I’ve read a few books set in China, but not very many of them, and I enjoyed reading about a different and less-familiar setting. I don’t know how accurate the author’s portrayal of Chinese culture from that era was, but it felt believable while also being quite a bit different from the cultures portrayed in most fantasy I’ve read. I was intimidated by the names at first. The beginning of the book lists a large cast of characters with names I was afraid I would never be able to keep straight. In actuality, I didn’t need that list. The characters were introduced slowly, and the spellings among the most frequently seen characters were different enough that I was never confused. For all the characters, the author always gave the reader enough information to remember who they were when they showed back up in the story.

I was a little distracted by the mixed tenses. Some POVs were written in present tense and others were written in past tense. I think it was mostly (only?) the female POVs written in present tense? I tended to forget about it until the present tense showed up and jarred me a bit. It did give those sections a different feel that kind of added to the atmosphere, but I’m not sure if that was the whole point or if I missed something.

As I said, the story did occasionally feel slow when it dawdled a bit over the scene-setting and history and such, but it was never boring. I enjoyed the story and I liked the main characters. I think I was also more satisfied with the ending than I usually am with his books, although I would have enjoyed knowing more about what happened with some of the characters. One of the things I enjoy most about Guy Gavriel Kay’s writing is how he writes characters and their interactions with each other. I plan to continue on with River of Stars which I understand takes place in the same setting but about 400 years later. ( )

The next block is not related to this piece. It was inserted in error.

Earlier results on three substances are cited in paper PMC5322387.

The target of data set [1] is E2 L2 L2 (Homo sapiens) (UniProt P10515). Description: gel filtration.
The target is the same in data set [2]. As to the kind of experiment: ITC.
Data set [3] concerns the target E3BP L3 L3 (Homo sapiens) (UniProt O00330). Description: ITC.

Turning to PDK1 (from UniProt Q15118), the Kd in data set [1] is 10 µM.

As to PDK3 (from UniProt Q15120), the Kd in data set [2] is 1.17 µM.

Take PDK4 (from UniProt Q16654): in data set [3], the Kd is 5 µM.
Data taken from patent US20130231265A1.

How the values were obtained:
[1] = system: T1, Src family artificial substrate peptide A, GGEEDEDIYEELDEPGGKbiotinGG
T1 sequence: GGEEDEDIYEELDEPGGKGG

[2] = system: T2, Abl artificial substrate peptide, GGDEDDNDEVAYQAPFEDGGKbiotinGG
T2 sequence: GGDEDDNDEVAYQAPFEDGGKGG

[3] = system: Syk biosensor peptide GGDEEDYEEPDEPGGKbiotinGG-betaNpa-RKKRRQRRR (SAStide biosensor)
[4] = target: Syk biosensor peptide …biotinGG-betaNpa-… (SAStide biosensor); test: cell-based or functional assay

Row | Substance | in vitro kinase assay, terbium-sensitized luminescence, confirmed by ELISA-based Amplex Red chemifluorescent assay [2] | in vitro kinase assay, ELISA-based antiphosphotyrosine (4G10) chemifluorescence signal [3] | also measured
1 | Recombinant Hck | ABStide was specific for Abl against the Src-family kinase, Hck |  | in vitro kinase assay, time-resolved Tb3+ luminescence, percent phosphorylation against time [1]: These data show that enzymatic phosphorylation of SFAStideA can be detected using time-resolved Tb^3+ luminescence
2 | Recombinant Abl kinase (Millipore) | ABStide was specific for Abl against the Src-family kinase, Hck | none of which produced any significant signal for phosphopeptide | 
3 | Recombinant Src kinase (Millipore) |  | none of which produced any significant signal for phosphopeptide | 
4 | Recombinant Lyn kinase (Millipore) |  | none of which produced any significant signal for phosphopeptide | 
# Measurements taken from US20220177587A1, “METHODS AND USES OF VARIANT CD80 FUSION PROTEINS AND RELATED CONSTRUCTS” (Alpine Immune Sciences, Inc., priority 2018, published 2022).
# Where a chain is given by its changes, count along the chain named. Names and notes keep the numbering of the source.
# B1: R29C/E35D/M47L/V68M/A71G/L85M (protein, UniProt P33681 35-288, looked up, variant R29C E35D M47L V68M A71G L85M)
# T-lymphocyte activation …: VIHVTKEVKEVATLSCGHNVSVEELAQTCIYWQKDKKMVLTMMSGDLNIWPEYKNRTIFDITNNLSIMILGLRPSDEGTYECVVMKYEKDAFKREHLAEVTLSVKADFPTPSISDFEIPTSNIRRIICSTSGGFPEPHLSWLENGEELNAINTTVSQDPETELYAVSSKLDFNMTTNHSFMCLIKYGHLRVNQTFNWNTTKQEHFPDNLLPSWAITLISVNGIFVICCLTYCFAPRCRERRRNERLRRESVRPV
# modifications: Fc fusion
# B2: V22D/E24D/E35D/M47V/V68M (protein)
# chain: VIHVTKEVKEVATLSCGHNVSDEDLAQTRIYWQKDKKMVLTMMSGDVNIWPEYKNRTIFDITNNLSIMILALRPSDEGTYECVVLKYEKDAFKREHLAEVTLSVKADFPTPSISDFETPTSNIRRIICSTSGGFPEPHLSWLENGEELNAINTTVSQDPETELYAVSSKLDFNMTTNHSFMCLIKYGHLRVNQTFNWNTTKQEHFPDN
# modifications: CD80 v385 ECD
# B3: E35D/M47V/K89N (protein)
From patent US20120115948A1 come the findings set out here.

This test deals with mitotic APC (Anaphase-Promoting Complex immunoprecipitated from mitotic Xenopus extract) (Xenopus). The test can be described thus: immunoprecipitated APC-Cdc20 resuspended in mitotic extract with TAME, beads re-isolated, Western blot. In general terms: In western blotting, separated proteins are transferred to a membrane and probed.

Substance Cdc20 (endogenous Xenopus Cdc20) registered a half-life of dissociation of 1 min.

1 vote YouKneeK | Jun 12, 2019 |
Dnf
1 vote miri12 | May 31, 2019 |
This was historic fiction with a touch of fantasy. I picked this because I had been reading books about modern China to prepare for a visit to the country. And although the history of modern China is fascinating, it's a bit depressing. There has been a lot of tragedy, death, and suffering in China's recent history, so I wanted a book about China, but more during the might and glory of the Empire. To be honest, this wasn't quite it. Yes, it was an intriguing story of all the intrigue and corruption behind the Tang Empire, and the characters were fascinating, but in the end, it was the story with a plot line similar to so many other tragic stories in fiction and fact. Heroes are created and sacrifice love and family to save an empire. Millions of people lose their lives and life goes on. So definitely, this is probably perfect for someone looking for that cast of millions epic story, but was a bit heavy for my current mood.

The audio narration was spectacularly performed by Simon Vance. ( )
  jmoncton | May 10, 2019 |
3.5 stars ( )
  natcontrary | May 21, 2018 |
Having hated Ysabel, I was very pleased to find Kay back to his usual excellence in Under Heaven. I've been reading him for many years and it has been interesting watching him mature as a writer (again, with the exception of Ysabel) from the Fionavar Tapestry days up to Last Light of the Sun and now this. Beautiful! ( )
  Siubhan | Feb 28, 2018 |
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Author nameRoleType of authorWork?Status